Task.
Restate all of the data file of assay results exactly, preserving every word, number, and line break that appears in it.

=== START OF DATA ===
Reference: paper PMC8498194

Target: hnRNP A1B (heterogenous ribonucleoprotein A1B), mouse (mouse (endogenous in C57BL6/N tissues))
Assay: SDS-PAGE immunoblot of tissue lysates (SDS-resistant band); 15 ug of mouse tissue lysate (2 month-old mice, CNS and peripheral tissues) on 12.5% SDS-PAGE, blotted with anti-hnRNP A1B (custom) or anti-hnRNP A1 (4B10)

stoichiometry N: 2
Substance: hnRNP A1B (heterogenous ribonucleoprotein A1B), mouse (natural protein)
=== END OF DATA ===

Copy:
Reference: paper PMC8498194

Target: hnRNP A1B (heterogenous ribonucleoprotein A1B), mouse (mouse (endogenous in C57BL6/N tissues))
Assay: SDS-PAGE immunoblot of tissue lysates (SDS-resistant band); 15 ug of mouse tissue lysate (2 month-old mice, CNS and peripheral tissues) on 12.5% SDS-PAGE, blotted with anti-hnRNP A1B (custom) or anti-hnRNP A1 (4B10)

stoichiometry N: 2
Substance: hnRNP A1B (heterogenous ribonucleoprotein A1B), mouse (natural protein)